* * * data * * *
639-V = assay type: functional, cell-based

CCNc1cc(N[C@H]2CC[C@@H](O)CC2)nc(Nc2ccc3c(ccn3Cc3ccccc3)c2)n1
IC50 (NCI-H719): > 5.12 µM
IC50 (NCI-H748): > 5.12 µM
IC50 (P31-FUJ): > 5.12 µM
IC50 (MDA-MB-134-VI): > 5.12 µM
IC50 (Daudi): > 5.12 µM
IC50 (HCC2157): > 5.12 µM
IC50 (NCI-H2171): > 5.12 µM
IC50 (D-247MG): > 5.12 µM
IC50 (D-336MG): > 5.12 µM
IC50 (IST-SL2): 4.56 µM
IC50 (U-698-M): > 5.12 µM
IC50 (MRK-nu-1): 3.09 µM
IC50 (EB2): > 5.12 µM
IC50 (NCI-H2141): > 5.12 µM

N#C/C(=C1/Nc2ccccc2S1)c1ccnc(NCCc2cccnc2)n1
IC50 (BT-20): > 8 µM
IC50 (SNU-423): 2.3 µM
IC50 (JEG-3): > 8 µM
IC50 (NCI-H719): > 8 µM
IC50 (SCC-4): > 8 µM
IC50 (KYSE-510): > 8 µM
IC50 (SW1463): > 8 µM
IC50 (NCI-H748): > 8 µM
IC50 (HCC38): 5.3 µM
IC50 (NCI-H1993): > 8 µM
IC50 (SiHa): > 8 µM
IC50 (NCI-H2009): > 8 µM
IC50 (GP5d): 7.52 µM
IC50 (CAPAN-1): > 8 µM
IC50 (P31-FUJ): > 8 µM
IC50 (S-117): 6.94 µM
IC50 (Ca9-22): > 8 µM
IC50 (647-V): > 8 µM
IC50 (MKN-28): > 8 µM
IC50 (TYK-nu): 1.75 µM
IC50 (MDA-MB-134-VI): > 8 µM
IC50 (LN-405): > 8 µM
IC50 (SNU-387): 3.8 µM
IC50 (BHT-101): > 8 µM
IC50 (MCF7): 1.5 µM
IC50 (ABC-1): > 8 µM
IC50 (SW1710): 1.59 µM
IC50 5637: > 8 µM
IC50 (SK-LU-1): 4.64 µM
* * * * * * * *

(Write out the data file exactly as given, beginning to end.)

639-V = assay type: functional, cell-based

CCNc1cc(N[C@H]2CC[C@@H](O)CC2)nc(Nc2ccc3c(ccn3Cc3ccccc3)c2)n1
IC50 (NCI-H719): > 5.12 µM
IC50 (NCI-H748): > 5.12 µM
IC50 (P31-FUJ): > 5.12 µM
IC50 (MDA-MB-134-VI): > 5.12 µM
IC50 (Daudi): > 5.12 µM
IC50 (HCC2157): > 5.12 µM
IC50 (NCI-H2171): > 5.12 µM
IC50 (D-247MG): > 5.12 µM
IC50 (D-336MG): > 5.12 µM
IC50 (IST-SL2): 4.56 µM
IC50 (U-698-M): > 5.12 µM
IC50 (MRK-nu-1): 3.09 µM
IC50 (EB2): > 5.12 µM
IC50 (NCI-H2141): > 5.12 µM

N#C/C(=C1/Nc2ccccc2S1)c1ccnc(NCCc2cccnc2)n1
IC50 (BT-20): > 8 µM
IC50 (SNU-423): 2.3 µM
IC50 (JEG-3): > 8 µM
IC50 (NCI-H719): > 8 µM
IC50 (SCC-4): > 8 µM
IC50 (KYSE-510): > 8 µM
IC50 (SW1463): > 8 µM
IC50 (NCI-H748): > 8 µM
IC50 (HCC38): 5.3 µM
IC50 (NCI-H1993): > 8 µM
IC50 (SiHa): > 8 µM
IC50 (NCI-H2009): > 8 µM
IC50 (GP5d): 7.52 µM
IC50 (CAPAN-1): > 8 µM
IC50 (P31-FUJ): > 8 µM
IC50 (S-117): 6.94 µM
IC50 (Ca9-22): > 8 µM
IC50 (647-V): > 8 µM
IC50 (MKN-28): > 8 µM
IC50 (TYK-nu): 1.75 µM
IC50 (MDA-MB-134-VI): > 8 µM
IC50 (LN-405): > 8 µM
IC50 (SNU-387): 3.8 µM
IC50 (BHT-101): > 8 µM
IC50 (MCF7): 1.5 µM
IC50 (ABC-1): > 8 µM
IC50 (SW1710): 1.59 µM
IC50 5637: > 8 µM
IC50 (SK-LU-1): 4.64 µM